College Resources: Campus Resources

Family Modules

Module 4 Part 1



Objective: The student will identify at least 3 campus resources available on most college or university campuses that will be useful in his or her personal situation.

This lesson is designed to help you learn about campus resources that may be important to you throughout your college career.

Estimated time 30—45 minutes

Materials included:

Materials needed:

Curriculum Link:

This section corresponds with Module 4 Lesson 1 in the College Bound Transition curriculum resources.

Learn About It

Campus resources can generally be divided into 3 categories:

  • Academic Resources
  • Housing, Dining, and Transportation Resources
  • Student Organization Resources

What are Academic Resources?

This category includes resources that benefit students academically. The types of resources are fairly standard, but details vary from school to school.

Academic resources include (but are not limited to):

  • Library
  • Tutoring, including general and subject-specific centers
  • Advising
  • Career Center
  • Information Technology & Computing
  • Registrar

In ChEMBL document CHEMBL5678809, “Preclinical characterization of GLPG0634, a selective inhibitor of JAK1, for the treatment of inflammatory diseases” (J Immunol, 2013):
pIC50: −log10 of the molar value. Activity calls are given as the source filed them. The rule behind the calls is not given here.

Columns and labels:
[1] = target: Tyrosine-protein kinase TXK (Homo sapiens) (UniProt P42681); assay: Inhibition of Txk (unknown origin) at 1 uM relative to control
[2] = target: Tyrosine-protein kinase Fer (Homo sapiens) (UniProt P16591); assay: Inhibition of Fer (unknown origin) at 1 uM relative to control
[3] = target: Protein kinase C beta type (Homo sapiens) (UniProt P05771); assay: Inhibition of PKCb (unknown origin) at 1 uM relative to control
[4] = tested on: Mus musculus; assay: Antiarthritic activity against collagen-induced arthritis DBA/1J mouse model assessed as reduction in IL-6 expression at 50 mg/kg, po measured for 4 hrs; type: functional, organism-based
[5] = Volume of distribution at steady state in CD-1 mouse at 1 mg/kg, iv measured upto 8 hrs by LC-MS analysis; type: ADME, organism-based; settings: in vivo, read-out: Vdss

• Study Abroad

As we look more closely at these types of resources, keep in mind that the services that we mention will vary from campus to campus. Those listed are reasonably common offerings.

Academic Resources: Library Services

The library is an important resource that sometimes isn’t used enough by students. Many students don’t realize the depth and breadth of the services their library offers and are surprised to find support available for things they might not expect.

  • Traditional library services (e.g., lending books and other materials, reference services)
  • Library databases
  • Study environments
  • Technology (e.g., Kindle, laptop)
  • Research assistance
  • Writing assistance (such as figuring out a good paper topic)
  • Citation resources (generating the citations needed to correctly reference sources in papers)
  • With current technology, many library resources can be accessed remotely. You may be able to use many of the library’s services from your dorm room or apartment.

Academic Resources: Tutoring

Tutoring centers offer many resources to aid you in understanding. They are not only to be used when you are having difficulty in a class. Some of the most successful students use them proactively to run through and review main ideas from recent classes. Tutoring is tailored for your individual needs. Offerings could include:

  • One-on-one tutoring
  • Group sessions
  • Academic workshops
  • Study skills training
  • Tailored academic support
  • Referrals to additional tutoring/academic resources if you need support beyond what they offer.

East Carolina University’s Pirate Tutoring Center. Note: The PCC has changed their name to the PASC (Pirate Academic Success Center).

Academic Resources: Subject-specific Tutoring Centers